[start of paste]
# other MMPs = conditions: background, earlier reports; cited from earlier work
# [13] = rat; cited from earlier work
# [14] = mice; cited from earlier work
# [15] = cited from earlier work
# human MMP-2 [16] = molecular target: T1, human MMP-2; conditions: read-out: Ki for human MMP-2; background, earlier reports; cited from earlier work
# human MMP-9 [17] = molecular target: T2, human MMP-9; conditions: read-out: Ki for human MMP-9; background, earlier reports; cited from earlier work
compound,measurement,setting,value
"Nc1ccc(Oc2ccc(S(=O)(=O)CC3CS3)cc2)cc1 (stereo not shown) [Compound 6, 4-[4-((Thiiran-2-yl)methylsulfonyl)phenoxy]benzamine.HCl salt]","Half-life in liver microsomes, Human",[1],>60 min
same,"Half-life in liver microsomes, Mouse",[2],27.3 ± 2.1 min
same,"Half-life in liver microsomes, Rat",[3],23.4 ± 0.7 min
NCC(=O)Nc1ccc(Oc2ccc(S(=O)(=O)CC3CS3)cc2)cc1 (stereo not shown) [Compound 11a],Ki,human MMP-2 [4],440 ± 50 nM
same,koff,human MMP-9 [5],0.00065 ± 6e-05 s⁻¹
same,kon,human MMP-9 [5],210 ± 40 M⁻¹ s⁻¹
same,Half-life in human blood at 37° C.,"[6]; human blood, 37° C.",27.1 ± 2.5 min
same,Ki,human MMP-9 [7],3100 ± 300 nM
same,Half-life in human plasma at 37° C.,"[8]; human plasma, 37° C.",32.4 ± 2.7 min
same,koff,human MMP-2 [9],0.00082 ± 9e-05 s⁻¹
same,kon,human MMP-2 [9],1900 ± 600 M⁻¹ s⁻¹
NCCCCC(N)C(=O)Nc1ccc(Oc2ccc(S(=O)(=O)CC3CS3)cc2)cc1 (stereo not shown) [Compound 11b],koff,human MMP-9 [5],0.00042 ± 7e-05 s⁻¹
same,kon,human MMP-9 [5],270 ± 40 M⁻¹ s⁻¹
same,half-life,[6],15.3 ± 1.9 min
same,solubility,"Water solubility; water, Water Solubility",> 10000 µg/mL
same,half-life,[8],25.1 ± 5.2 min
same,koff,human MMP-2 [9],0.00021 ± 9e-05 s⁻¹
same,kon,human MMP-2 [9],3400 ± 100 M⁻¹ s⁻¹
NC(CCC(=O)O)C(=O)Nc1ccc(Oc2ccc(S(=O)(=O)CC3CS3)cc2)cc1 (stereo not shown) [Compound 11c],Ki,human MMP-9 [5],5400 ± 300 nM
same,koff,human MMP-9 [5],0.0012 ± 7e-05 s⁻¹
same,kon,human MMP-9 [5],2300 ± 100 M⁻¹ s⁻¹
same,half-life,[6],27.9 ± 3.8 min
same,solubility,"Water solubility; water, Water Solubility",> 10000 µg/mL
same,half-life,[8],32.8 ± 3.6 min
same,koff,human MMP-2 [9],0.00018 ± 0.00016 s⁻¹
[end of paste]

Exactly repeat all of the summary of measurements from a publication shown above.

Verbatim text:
# other MMPs = conditions: background, earlier reports; cited from earlier work
# [13] = rat; cited from earlier work
# [14] = mice; cited from earlier work
# [15] = cited from earlier work
# human MMP-2 [16] = molecular target: T1, human MMP-2; conditions: read-out: Ki for human MMP-2; background, earlier reports; cited from earlier work
# human MMP-9 [17] = molecular target: T2, human MMP-9; conditions: read-out: Ki for human MMP-9; background, earlier reports; cited from earlier work
compound,measurement,setting,value
"Nc1ccc(Oc2ccc(S(=O)(=O)CC3CS3)cc2)cc1 (stereo not shown) [Compound 6, 4-[4-((Thiiran-2-yl)methylsulfonyl)phenoxy]benzamine.HCl salt]","Half-life in liver microsomes, Human",[1],>60 min
same,"Half-life in liver microsomes, Mouse",[2],27.3 ± 2.1 min
same,"Half-life in liver microsomes, Rat",[3],23.4 ± 0.7 min
NCC(=O)Nc1ccc(Oc2ccc(S(=O)(=O)CC3CS3)cc2)cc1 (stereo not shown) [Compound 11a],Ki,human MMP-2 [4],440 ± 50 nM
same,koff,human MMP-9 [5],0.00065 ± 6e-05 s⁻¹
same,kon,human MMP-9 [5],210 ± 40 M⁻¹ s⁻¹
same,Half-life in human blood at 37° C.,"[6]; human blood, 37° C.",27.1 ± 2.5 min
same,Ki,human MMP-9 [7],3100 ± 300 nM
same,Half-life in human plasma at 37° C.,"[8]; human plasma, 37° C.",32.4 ± 2.7 min
same,koff,human MMP-2 [9],0.00082 ± 9e-05 s⁻¹
same,kon,human MMP-2 [9],1900 ± 600 M⁻¹ s⁻¹
NCCCCC(N)C(=O)Nc1ccc(Oc2ccc(S(=O)(=O)CC3CS3)cc2)cc1 (stereo not shown) [Compound 11b],koff,human MMP-9 [5],0.00042 ± 7e-05 s⁻¹
same,kon,human MMP-9 [5],270 ± 40 M⁻¹ s⁻¹
same,half-life,[6],15.3 ± 1.9 min
same,solubility,"Water solubility; water, Water Solubility",> 10000 µg/mL
same,half-life,[8],25.1 ± 5.2 min
same,koff,human MMP-2 [9],0.00021 ± 9e-05 s⁻¹
same,kon,human MMP-2 [9],3400 ± 100 M⁻¹ s⁻¹
NC(CCC(=O)O)C(=O)Nc1ccc(Oc2ccc(S(=O)(=O)CC3CS3)cc2)cc1 (stereo not shown) [Compound 11c],Ki,human MMP-9 [5],5400 ± 300 nM
same,koff,human MMP-9 [5],0.0012 ± 7e-05 s⁻¹
same,kon,human MMP-9 [5],2300 ± 100 M⁻¹ s⁻¹
same,half-life,[6],27.9 ± 3.8 min
same,solubility,"Water solubility; water, Water Solubility",> 10000 µg/mL
same,half-life,[8],32.8 ± 3.6 min
same,koff,human MMP-2 [9],0.00018 ± 0.00016 s⁻¹